What if the aliens decide they don’t like us?
Scientists may be making a colossal mistake by deciding to contact extraterrestrial life rather than just listening
By Anjana Ahuja
One of my favourite films is Mars Attacks!, the 1996 science-fiction comedy from Tim Burton, in which Martians with Blairite grins swoop to Earth and pick off the suited earthlings that have assembled to welcome them. “Nice planet. We’ll take it!” they snigger, as the body count rises.
Science doesn’t work like the movies, though, and the idea of hostile aliens, armed with metal and malice, seems laughable. Or does it? Fifty fruitless years of scanning the heavens for signals has prompted some astronomers to abandon their roles as passive listeners and to start shouting across the cosmos.
There are plenty of observers who believe such hopeful hollering to be deeply unwise. Sir Bernard Lovell, the founding director of Jodrell Bank, together with the physicist Freeman Dyson and the intellectual Jared Diamond, believe that the terrestrial hand of courtesy should be extended with extreme caution. Their hesitancy is based on uncertainty about whether any extraterrestrials belong to the Spielberg school of cute’n’cuddly, or the Tim Burton institute for the murderously deranged.
This week’s Royal Society conference to mark the 50th anniversary of the Search for Extra-Terrestrial Intelligence (SETI) mostly circumvented the issue, although Simon Conway Morris, the evolutionary biologist, did suggest that any life out there is likely to have followed the same evolutionary path and therefore be just as potentially nasty as humankind. The conference chose instead to discuss whether the hunt for alien lifeforms should focus on inhospitable niches on Earth, or on other planets. But this pressing question — the wisdom of proclaiming our existence to other inhabitants of the cosmos, of whom we know nothing — refuses to go away. Two years ago two scientists resigned from a SETI study group, pointing out that the potential risks of deliberate transmissions to other planets was being ignored.
Knowing there are other civilisations out there would be a defining moment for humanity; but half a century of deep-sky radio searches has resulted in a deafening silence. Despite the lack of so much as a celestial hiccup, many eminent scientists, including Lord Rees of Ludlow, president of the Royal Society, believe it is perfectly possible that we have company in the loneliness of space.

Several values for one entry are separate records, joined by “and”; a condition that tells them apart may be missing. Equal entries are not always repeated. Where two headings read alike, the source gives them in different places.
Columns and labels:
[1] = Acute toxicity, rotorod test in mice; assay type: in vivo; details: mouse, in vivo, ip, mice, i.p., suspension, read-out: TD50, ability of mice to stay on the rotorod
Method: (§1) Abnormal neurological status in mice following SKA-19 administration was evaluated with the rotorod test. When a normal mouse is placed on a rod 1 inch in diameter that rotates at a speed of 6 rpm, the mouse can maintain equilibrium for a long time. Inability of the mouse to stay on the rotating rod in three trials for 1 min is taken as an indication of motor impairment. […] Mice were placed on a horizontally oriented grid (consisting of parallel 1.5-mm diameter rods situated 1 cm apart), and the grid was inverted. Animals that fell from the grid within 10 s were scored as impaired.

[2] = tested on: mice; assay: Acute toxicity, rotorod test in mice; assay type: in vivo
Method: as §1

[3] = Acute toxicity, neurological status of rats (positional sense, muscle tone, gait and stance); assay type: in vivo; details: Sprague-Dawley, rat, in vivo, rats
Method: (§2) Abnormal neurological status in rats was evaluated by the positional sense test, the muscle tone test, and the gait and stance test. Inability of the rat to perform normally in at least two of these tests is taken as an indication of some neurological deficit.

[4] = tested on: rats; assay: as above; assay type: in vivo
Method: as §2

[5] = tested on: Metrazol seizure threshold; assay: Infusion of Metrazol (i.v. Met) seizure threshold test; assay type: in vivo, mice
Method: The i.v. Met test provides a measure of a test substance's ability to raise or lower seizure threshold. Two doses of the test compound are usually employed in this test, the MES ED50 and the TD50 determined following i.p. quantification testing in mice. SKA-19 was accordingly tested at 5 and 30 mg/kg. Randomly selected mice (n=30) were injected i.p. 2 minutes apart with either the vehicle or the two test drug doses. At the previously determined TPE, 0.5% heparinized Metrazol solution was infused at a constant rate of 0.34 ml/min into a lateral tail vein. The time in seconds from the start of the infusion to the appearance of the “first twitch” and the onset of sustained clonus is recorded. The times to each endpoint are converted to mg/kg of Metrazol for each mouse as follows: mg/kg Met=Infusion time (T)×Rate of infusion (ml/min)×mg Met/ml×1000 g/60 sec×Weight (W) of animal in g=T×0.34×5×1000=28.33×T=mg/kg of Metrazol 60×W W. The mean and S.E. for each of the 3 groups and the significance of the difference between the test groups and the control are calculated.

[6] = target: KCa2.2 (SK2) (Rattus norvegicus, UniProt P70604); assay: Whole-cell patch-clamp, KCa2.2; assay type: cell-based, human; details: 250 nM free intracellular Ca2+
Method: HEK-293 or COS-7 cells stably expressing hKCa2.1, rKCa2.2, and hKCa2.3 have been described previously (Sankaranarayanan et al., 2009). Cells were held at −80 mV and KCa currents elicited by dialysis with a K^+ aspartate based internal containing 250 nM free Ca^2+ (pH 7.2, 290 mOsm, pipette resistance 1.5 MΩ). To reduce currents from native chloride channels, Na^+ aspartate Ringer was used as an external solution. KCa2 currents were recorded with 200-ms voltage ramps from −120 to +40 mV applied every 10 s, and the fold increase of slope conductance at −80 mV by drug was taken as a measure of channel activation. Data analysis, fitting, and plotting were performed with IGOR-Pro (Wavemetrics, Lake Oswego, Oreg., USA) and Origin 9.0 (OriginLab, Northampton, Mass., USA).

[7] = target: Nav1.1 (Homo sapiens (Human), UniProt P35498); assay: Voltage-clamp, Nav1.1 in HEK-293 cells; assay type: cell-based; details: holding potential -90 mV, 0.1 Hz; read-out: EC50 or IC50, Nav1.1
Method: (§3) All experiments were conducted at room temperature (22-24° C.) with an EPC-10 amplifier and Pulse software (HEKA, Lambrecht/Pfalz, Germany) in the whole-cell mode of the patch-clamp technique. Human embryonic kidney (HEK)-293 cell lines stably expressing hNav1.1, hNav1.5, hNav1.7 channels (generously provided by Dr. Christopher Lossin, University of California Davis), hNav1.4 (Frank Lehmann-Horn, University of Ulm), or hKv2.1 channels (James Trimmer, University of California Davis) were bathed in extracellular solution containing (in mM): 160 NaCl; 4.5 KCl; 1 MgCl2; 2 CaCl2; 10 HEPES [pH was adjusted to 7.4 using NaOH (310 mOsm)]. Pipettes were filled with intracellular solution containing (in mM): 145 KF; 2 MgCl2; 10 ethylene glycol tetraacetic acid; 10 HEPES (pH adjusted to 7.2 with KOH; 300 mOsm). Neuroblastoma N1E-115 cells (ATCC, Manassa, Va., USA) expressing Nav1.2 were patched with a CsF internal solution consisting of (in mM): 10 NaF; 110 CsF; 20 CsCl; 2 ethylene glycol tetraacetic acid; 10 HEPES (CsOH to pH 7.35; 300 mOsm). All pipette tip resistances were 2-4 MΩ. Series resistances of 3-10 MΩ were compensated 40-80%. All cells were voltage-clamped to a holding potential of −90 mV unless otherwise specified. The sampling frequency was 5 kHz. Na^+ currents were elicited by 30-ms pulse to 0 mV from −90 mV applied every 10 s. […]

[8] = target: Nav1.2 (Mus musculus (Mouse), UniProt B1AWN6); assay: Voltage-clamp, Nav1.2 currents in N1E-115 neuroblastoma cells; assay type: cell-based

So there has grown a contingent of impatient alien-hunters who, instead of just listening, want to talk. If ET won’t come to them, runs their logic, then they must go to it. This approach, called active SETI or METI (Messages to Extra-Terrestrial Intelligence), involves pumping out powerful signals, essentially turning our planet into a highly visible beacon — or a target.
One such hunter is Aleksandr Zaitsev, from the Russian Academy of Science, who enjoys access to one of the world’s most powerful telescopes. He dispatched one such earthly telegram from Ukraine in 2008; in 2029, whoever or whatever is inhabiting the planets circling the red dwarf Gliese 581 will be the bemused recipients of a digital time capsule containing messages from the social networking site Bebo. Dr Zaitsev’s rationale is that if every civilisation just listens, then SETI is doomed. Somebody, he reasons, has to make the first move. Two years ago British astronomers took a gamble on an extraterrestrial predilection for corn-based snacks, and flashed a Doritos ad in the direction of a star 42 light years away in Ursa Major.
Dr Zaitsev’s defence is that even if we want to remain celestially anonymous, our cover is blown: we leak evidence of our existence all the time, in the form of radio, television and military transmissions. Others, such as David Brin, the physicist, novelist and futurist, argues that it is a very different matter to direct the human megaphone to potentially inhabited regions of the Universe, and to do so without consulting bodies such as the United Nations.
Dr Brin also asks: if there really are other sentient beings out there, why have they not contacted us? Why are they keeping quiet? Why do we assume they are benign?
To paraphrase one contributor to the BBC Focus magazine forum this week: if the Universe is 14 billion years old and the Earth just 4.5 billion, we newcomers to the Universe might have grasped the concept of civilisation rather late in the day. Upon meeting us, our technologically superior, interstellar pen pals might deem us quaint cosmic toddlers — or expendable cosmic savages.
If we are to extend that terrestrial hand of courtesy, its fingers should be crossed, in the hope that any passing aliens simply fancy adding a few unreconstructed earthlings to their Bebo accounts.http://www.timesonline.co.uk/tol/commen ... 003715.ece